I started working at the local country club as a housekeeper when our daughters were starting off to college. The country club is close by, an elite spot in the Rocky Mountains, with beautiful man-made lakes, a host of wildflowers, and an excellent - or so I've heard - golf course.
I thought it would be a good way to pull in some not-so-extra money and save myself from having to drive down the hill to Fort Collins, 45 miles away. Jobs are scarce in Red Feather Lakes. It's one of those picturesque towns with a modest economy, and the country club provides jobs for a good portion of the population.
Meeting Ruby, my supervisor, was a revelation. It was the first time I realized that some people feel that housekeeping is their calling. I'd always been a bit of a snob, and thought that preachers, teachers, poets, or artists were "called," but that somehow people in other professions just did them, without devotion.
Knowing Ruby has changed all that, and my ignorant snobbery has faded. Ruby is an ever-burning flame of devotion for housekeeping, a jewel among housekeepers. While the rest of the crew may clean well, as they've been trained to do, Ruby cleans brilliantly. Not one pillow escapes her gaze, not one spot on a mirror, nor one crooked corner of a bedspread. Ruby can spot a ball of lint at 50 paces. And what's most amazing is that working with Ruby has rubbed off on me.
I was always a poetic type who was more attuned to woodland wanderings than to pots and pans, a fact to which my mother would readily testify. I'm sure she would gladly have traded me in when she found dirty pots and pans hiding in her oven after I'd been asked to do the evening dishes.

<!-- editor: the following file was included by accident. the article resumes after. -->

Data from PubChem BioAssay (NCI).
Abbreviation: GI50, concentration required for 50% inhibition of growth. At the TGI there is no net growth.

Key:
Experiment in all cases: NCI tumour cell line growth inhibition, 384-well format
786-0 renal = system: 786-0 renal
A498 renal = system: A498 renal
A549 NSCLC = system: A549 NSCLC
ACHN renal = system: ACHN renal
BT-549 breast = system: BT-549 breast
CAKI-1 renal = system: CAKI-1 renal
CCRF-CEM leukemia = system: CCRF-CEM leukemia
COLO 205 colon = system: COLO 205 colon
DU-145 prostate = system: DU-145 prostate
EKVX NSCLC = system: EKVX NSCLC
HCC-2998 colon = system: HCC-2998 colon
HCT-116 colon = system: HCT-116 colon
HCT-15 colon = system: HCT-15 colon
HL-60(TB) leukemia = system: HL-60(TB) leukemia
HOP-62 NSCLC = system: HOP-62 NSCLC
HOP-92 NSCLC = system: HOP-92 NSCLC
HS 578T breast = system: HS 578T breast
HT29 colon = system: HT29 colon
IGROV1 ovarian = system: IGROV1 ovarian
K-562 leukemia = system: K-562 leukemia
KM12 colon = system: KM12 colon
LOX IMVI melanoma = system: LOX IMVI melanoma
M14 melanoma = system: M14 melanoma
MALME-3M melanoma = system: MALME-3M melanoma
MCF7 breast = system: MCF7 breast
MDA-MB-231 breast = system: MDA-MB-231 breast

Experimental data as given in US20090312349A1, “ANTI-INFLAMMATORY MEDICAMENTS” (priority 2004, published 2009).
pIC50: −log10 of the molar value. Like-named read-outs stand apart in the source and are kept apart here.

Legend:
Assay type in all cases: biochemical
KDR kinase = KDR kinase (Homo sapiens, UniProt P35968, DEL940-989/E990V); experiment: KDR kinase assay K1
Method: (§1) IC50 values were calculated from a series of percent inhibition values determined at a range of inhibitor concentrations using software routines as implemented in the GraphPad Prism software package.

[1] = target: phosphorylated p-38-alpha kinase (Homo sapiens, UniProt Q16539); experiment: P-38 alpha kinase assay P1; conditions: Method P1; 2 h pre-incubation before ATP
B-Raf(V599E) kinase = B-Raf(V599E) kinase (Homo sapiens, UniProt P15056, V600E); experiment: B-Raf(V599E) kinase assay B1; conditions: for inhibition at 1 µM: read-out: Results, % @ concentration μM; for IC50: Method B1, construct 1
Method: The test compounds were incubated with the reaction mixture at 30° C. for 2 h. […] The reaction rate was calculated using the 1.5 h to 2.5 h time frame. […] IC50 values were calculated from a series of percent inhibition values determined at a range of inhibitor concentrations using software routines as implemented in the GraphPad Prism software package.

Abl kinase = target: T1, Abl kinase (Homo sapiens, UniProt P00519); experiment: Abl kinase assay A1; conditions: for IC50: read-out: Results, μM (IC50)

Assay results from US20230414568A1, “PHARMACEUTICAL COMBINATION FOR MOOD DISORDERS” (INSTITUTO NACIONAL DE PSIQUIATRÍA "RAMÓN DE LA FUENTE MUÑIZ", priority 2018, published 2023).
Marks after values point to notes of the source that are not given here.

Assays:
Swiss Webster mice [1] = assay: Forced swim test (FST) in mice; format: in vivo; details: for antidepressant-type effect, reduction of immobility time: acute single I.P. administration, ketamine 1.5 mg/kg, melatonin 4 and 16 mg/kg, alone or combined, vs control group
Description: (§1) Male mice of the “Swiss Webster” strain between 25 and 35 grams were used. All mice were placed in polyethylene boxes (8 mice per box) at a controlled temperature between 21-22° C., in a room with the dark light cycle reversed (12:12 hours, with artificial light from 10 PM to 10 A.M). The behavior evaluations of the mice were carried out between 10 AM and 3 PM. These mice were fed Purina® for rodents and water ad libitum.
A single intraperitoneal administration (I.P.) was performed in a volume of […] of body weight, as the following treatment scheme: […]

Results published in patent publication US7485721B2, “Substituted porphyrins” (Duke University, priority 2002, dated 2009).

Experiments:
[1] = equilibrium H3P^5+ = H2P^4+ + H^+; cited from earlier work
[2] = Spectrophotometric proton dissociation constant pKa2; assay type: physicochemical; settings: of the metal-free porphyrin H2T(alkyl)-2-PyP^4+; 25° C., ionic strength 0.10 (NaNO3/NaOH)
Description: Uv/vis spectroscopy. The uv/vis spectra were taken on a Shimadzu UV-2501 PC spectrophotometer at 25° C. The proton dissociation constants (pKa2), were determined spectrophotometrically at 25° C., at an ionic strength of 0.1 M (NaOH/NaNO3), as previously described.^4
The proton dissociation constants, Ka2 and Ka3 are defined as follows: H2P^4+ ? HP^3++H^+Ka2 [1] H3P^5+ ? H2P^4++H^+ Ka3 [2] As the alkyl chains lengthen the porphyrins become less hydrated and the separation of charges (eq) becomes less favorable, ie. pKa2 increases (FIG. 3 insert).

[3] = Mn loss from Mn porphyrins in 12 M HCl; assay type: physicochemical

Over the years, as a mother and housekeeper, I felt I'd been redeemed, but I hadn't met Ruby yet. Ruby has trained me so thoroughly that on a recent excursion to a Chinese restaurant with my family, I found myself cleaning spots off the mirror in the rest room with a paper towel. It took discipline to throw the towel in the trash and leave without finishing the mirror.
Ruby laughed in delight when I told her this, but I shudder at its implications. Can a poet be practical? When William Blake saw God's face pressed against the window, did he then go over and clean the glass?
It's only fair to say that I've rubbed off on the crew, too, Ruby included. After knowing me, Ruby doesn't find it strange to dance to the rhythm and beat of a washing machine, and our 15-minute breaks are turning into occasions for reading poetry or looking through family photo albums. Our morning rides to the latrines to clean them before the golfers are out are often occasions for admiring a passing hawk, or a doe with her fawn.
I knew a change had come about when we arrived at the back latrines early one fall morning. When it comes to cobwebs, Ruby is a woman on a mission, but this morning, an artistic feat of cobwebbery spanned the eaves. Frost covered the intricate, delicate lace work. We stood for a long moment and stared at a series of cobwebs as fine and beautiful as a Spanish mantilla dropped from the hand of a lady. A breeze rippled the lake and floated the lace gently.
"Should I get the broom and clean them off?" I asked.
"Not this morning," Ruby answered, as we headed for the van. "They're beautiful with the frost on them. Let's wait until tomorrow."
People can change one another. We work changes in each other, and these changes work further changes in still others. Who we are, and how we are, affects our associates, our friends, our families. Like the ever-expanding ripples from a pebble dropped in a lake, the repercussions of a meeting between poet and housekeeper may be larger than we realize.
(c) Copyright 2000. The Christian Science Publishing Society